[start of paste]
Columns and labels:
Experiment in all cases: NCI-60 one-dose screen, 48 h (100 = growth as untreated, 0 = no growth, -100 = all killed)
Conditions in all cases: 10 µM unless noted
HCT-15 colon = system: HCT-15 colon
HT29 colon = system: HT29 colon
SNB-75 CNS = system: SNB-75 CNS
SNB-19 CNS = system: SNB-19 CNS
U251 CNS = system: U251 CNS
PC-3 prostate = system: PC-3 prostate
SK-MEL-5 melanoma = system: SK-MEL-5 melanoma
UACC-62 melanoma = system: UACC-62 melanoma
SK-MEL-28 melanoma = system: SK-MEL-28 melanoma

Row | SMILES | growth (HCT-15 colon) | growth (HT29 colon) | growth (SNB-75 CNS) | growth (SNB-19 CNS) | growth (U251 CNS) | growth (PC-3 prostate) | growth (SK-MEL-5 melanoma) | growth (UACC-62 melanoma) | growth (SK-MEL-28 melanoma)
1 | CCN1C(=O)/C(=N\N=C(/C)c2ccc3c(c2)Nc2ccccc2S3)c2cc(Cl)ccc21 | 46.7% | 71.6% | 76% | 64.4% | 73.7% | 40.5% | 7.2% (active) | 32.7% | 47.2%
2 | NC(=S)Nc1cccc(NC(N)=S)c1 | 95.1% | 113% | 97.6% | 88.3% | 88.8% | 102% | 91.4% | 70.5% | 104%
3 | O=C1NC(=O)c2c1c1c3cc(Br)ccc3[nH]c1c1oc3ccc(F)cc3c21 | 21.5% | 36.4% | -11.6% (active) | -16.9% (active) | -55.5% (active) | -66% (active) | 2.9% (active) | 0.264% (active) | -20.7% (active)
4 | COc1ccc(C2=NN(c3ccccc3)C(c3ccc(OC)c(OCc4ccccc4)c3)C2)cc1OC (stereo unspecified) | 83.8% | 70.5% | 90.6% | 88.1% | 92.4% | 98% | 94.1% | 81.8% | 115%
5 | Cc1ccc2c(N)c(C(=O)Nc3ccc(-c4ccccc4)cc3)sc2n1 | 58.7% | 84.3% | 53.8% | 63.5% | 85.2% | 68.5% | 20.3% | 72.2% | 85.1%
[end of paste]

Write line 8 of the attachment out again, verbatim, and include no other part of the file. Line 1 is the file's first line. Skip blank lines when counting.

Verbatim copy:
U251 CNS = system: U251 CNS